In the Beginning
It all began with an old Victorian book called "Enquire Within upon Everything" which Tim Berners-Lee [TBL] read as a child at his parent's home. This book fascinated the young Berners-Lee as it appeared to be a single point of entry for solutions to all questions that needed to be asked - "a portal to a world of information". The idea of an electronic version of this book stayed with TBL throughout his undergraduate years at Queens College Oxford and was finally realised after taking a software consultancy at CERN (the European Particle Physics Laboratory in Geneva) in 1980. The computer program called Enquire was TBL's personal tool for storing information but it was the beginning of a much larger concept. Written in Pascal TBL left the original code at CERN and no versions of this program remain today.
Returning to CERN 1984 TBL wrote a new program called Tangle that had many of the features of the original Enquire program but included new ideas that TBL had been developing about connections between " information nodes". However, this work was abandoned in favour of a new version of Enquire, plus the interconnectivity of various decentralised computer systems and the concept of "hypertext" linking the information on these computer systems. TBL took the concept of "Hot Buttons" found on many computer "help" programs that took the user into a separate help service and used the text itself to link to the new information. In 1989 TBL started the task of getting CERN funding for his project proposal to offer CERN document integration system. In the meantime TBL had purchased a NeXT workstation and work began on the new hypertext system which needed a name: Mesh, Information Mesh, Mind of Information, The Information Mine but he finally settled for World Wide Web [or WWW].
During much of 1990 TBL and others wrote the Hypertext Transfer Protocol [HTTP] and the Universal Resource Identifier [UDI] (later to become Uniform Resource Locator [URL]) which is the scheme for document addressing, developing the Hypertext Mark-up Language [HTML] and the Web's client and server programs. The first system, info.cern.ch went live on Christmas Day 1990.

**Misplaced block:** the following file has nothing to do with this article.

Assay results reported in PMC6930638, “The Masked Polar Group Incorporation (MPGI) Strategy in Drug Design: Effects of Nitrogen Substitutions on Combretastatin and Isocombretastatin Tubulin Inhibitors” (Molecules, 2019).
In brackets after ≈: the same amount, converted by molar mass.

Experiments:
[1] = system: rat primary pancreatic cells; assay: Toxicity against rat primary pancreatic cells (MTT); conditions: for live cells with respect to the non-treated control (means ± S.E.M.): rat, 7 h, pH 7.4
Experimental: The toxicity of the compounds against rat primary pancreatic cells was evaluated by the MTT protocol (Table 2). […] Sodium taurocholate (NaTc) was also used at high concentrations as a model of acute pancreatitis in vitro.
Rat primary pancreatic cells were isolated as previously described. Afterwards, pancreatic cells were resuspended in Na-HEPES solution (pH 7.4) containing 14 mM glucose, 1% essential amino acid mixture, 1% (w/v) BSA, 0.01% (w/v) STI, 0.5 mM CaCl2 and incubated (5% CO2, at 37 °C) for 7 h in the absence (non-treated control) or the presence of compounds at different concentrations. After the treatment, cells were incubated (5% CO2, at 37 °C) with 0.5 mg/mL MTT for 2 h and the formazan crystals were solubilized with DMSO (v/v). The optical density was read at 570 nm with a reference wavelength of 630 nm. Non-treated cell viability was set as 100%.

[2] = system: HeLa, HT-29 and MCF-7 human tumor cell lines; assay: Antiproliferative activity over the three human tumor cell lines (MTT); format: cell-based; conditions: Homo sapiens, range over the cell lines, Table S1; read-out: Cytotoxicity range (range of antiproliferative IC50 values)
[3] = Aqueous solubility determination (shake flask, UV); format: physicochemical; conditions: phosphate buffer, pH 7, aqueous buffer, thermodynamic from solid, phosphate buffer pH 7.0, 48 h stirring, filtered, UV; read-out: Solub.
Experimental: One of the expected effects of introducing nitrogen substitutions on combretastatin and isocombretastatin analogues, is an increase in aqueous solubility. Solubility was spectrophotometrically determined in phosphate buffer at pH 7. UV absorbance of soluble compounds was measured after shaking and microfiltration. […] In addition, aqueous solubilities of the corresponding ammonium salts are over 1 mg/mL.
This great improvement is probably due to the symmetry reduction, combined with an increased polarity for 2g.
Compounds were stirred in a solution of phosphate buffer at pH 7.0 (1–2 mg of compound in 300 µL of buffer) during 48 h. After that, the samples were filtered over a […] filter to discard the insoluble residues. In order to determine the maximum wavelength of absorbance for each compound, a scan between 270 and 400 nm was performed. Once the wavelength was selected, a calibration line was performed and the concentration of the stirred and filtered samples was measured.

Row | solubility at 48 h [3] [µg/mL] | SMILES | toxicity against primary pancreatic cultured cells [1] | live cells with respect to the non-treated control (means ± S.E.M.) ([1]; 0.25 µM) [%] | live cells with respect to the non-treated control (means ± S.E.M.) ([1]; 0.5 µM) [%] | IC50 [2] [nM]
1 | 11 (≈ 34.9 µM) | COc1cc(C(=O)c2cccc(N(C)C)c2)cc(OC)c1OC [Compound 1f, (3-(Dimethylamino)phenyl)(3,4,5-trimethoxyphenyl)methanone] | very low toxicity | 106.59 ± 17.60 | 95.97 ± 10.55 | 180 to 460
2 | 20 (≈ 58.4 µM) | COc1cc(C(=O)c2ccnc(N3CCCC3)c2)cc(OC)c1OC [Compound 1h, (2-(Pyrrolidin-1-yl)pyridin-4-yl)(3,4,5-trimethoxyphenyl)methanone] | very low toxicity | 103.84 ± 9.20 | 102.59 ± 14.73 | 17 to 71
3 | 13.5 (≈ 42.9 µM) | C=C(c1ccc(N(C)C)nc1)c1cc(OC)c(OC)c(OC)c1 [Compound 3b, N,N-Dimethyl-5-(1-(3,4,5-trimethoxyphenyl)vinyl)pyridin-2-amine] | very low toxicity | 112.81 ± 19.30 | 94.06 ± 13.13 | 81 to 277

Throughout the early 90's further work was done on integrating the support for other services into WWW clients and getting further support for the project from within CERN. The software was released to a global audience but the initial take-up was slow. The break through came when Marc Andreesen and Eric Bina, a student and a staff member at the National Center for Supercomputing Applications (NCSA), at the University of Illinois, wrote a Web browser for the Unix X environment called Mosaic. It was easy to download and to install and it this one "killer" applications that made the WWW as popular as it is today.
Although TBL is credited with the developments to do with the World Wide Web it is important to know that many others had already proposed a similar system. In particular:
Vannevar Bush wrote, in 1945, a ground-breaking article in Atlantic Monthly entitled "As We May Think" and proposed a mechanical machine, called Memex, which collated information and formed cross-reference links for the user.
Theodor (Ted) Holm Nelson wrote in 1965 of "Literary Machines" proposed a new way of writing and publishing in a non-linear format which he called "hypertext".